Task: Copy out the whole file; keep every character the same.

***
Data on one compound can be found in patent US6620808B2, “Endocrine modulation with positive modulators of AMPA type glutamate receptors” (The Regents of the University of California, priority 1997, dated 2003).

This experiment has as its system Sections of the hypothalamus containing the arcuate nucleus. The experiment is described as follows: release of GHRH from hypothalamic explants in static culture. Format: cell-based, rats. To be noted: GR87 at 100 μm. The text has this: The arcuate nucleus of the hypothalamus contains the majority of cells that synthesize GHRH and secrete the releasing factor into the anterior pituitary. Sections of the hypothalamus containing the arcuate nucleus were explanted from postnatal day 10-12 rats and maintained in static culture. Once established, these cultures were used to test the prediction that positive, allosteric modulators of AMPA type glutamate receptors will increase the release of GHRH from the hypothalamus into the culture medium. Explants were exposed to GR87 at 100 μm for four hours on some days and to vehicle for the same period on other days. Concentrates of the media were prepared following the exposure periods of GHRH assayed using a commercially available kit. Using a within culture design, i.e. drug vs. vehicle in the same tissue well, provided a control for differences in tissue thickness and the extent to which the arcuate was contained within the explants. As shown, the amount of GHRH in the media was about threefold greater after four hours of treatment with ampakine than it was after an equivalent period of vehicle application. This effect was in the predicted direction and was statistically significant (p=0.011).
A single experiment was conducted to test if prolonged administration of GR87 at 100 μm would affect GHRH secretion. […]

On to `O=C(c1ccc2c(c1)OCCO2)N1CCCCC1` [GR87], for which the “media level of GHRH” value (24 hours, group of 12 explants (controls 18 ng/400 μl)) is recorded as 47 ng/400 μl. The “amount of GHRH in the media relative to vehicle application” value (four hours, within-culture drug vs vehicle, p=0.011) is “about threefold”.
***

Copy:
Data on one compound can be found in patent US6620808B2, “Endocrine modulation with positive modulators of AMPA type glutamate receptors” (The Regents of the University of California, priority 1997, dated 2003).

This experiment has as its system Sections of the hypothalamus containing the arcuate nucleus. The experiment is described as follows: release of GHRH from hypothalamic explants in static culture. Format: cell-based, rats. To be noted: GR87 at 100 μm. The text has this: The arcuate nucleus of the hypothalamus contains the majority of cells that synthesize GHRH and secrete the releasing factor into the anterior pituitary. Sections of the hypothalamus containing the arcuate nucleus were explanted from postnatal day 10-12 rats and maintained in static culture. Once established, these cultures were used to test the prediction that positive, allosteric modulators of AMPA type glutamate receptors will increase the release of GHRH from the hypothalamus into the culture medium. Explants were exposed to GR87 at 100 μm for four hours on some days and to vehicle for the same period on other days. Concentrates of the media were prepared following the exposure periods of GHRH assayed using a commercially available kit. Using a within culture design, i.e. drug vs. vehicle in the same tissue well, provided a control for differences in tissue thickness and the extent to which the arcuate was contained within the explants. As shown, the amount of GHRH in the media was about threefold greater after four hours of treatment with ampakine than it was after an equivalent period of vehicle application. This effect was in the predicted direction and was statistically significant (p=0.011).
A single experiment was conducted to test if prolonged administration of GR87 at 100 μm would affect GHRH secretion. […]

On to `O=C(c1ccc2c(c1)OCCO2)N1CCCCC1` [GR87], for which the “media level of GHRH” value (24 hours, group of 12 explants (controls 18 ng/400 μl)) is recorded as 47 ng/400 μl. The “amount of GHRH in the media relative to vehicle application” value (four hours, within-culture drug vs vehicle, p=0.011) is “about threefold”.